Category Archives: reviews

Review: Primrose and the Dreadful Duke by Emily Larkin

I love Emily Larkin’s Baleful Godmother series of historical romance with a magical twist so much that I leapt on the chance to read an advance copy of the latest in the series, Primrose and the Dreadful Duke.

This was an excellent life choice because this book (the first in a subseries about the Garland cousins) combines so many of my favourite things: a believable romance with strong, textured characters, elegant writing, a lot of humour – and a murder mystery!

The dreadful duke in question, Oliver Dasenby, is only dreadful because of how he so often plays the clown with his best friend’s sister, Primrose Garland. He’s smarter than he pretends. He’s also kind, loyal and spirited and, while flippant, he knows how and when to take things seriuosly, after eight years in the cavalry. He’s returned to England having inherited a dukedom and suddenly he has a new battlefield, where he’s a kind of prey for all the young ladies hoping to score a duke for a husband. Oliver is also slightly concerned about how he’s going to learn to be a duke after being a soldier.

Primrose is intelligent, well-read, tart-tongued and good hearted, and her childhood friend often makes her laugh with his cheek and tomfoolery. Her faerie gift (one of the hallmarks of a Baleful Godmother novel) is incidental at the start, though later is useful as part of all the intrigues taking place. She’s quick-thinking too, observant and has a strong regard for the philosophies of the world’s most unlikely cupid, Marcus Aurelius.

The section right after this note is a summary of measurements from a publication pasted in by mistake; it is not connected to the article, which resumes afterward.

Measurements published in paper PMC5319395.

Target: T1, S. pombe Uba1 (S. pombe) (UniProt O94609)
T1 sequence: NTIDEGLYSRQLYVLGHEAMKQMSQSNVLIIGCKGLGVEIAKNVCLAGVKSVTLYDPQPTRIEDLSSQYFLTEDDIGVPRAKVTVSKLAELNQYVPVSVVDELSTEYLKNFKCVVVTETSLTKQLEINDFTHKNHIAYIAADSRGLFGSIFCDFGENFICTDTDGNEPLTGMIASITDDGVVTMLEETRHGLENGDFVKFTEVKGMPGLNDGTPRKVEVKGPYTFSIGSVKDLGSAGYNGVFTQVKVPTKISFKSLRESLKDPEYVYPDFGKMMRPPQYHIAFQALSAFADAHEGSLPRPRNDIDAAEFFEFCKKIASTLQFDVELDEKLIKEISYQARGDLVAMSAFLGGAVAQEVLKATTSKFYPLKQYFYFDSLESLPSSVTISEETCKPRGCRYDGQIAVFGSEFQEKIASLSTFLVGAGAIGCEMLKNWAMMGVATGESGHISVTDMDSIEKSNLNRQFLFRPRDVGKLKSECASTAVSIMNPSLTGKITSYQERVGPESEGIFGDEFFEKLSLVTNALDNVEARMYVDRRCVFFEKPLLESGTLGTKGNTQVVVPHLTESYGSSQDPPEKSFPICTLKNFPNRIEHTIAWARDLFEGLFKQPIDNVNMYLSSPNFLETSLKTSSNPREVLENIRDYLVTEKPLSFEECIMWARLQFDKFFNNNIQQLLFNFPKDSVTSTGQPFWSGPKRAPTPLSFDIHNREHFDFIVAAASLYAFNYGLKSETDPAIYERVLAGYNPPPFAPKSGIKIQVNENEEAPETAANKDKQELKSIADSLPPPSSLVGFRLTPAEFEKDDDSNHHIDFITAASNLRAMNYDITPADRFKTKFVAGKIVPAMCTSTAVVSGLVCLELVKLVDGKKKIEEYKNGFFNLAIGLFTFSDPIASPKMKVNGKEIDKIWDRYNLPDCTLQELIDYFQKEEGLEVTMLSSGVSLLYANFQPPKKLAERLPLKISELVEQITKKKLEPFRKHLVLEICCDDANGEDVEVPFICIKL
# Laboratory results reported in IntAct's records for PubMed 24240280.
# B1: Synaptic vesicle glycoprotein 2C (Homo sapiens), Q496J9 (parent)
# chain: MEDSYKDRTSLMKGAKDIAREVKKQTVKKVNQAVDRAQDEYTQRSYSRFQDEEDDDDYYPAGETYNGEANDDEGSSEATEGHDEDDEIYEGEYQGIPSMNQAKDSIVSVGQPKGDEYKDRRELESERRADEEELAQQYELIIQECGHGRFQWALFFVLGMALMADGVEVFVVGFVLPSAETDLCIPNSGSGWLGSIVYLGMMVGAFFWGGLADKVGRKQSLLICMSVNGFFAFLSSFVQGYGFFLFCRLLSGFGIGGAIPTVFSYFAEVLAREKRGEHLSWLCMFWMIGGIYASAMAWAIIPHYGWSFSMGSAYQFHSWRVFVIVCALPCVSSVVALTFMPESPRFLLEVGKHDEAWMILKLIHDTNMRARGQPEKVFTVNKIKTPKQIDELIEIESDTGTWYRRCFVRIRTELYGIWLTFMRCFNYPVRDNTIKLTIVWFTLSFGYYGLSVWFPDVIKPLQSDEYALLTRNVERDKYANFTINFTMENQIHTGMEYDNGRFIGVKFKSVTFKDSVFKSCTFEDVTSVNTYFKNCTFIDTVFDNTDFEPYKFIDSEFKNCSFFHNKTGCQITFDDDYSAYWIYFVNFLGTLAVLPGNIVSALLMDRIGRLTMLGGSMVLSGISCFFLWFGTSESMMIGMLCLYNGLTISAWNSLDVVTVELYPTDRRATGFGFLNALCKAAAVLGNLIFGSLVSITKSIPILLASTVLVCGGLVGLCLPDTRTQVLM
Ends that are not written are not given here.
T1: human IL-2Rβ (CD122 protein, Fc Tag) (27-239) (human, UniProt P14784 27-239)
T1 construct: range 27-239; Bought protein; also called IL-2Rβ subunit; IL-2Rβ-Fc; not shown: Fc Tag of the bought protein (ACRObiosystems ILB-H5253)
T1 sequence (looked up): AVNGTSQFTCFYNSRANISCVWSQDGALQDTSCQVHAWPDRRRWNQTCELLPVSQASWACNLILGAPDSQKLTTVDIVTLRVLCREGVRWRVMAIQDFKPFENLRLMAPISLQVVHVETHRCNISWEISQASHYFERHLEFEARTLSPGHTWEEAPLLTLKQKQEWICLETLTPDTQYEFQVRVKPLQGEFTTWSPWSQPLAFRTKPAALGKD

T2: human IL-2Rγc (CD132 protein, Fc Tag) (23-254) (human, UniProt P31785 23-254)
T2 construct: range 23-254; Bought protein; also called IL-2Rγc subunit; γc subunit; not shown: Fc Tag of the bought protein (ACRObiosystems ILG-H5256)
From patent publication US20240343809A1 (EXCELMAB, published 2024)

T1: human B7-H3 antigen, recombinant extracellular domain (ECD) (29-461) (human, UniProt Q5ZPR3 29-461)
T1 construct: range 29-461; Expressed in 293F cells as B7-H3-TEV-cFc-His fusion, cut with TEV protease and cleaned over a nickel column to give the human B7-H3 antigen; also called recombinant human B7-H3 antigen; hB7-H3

It’s a love story waiting to happen, but a few things might stand in the way. One is a duke-hunter who may be a bit of a harpy, and the other is that someone seems to be trying to murder Oliver.

Primrose and the Dreadful Duke is light on its feet – charming and funny, full of personality and well-paced excitement and dangers from several dangerous directions. It balances light and dark, in tone as well in the supporting characters – and you can’t help but love Prim and Ollie as individuals and as they slowly work out how they really feel about each other – and solve a case of murderous intent.

Buy Primrose and the Dreadful Duke

 

Review: My Dearest Holmes by Rohase Piercy

In 1988,  author Rohase Piercy did something remarkable and controversial.

She published a book in which Dr John Watson was in love with Sherlock Holmes. (Whether Holmes reciprocates is the grand question of much of the rest of the book.)

Boy, did some people find that idea challenging. The Daily Mail seemed to think it would cause the fall of England, though the Guardian responded with bemused good humour.

Many readers who had thought about the queer possibilities of this literary partnership were delighted.

The book

A preface by Dr Watson is followed by part one, ‘A Discreet Investigation’, in which a case leads Holmes and Watson to the demi monde, a tangled case of blackmail and the question of whether Sherlock Holmes has noticed that his client and her intimate friend are in fact a lesbian couple.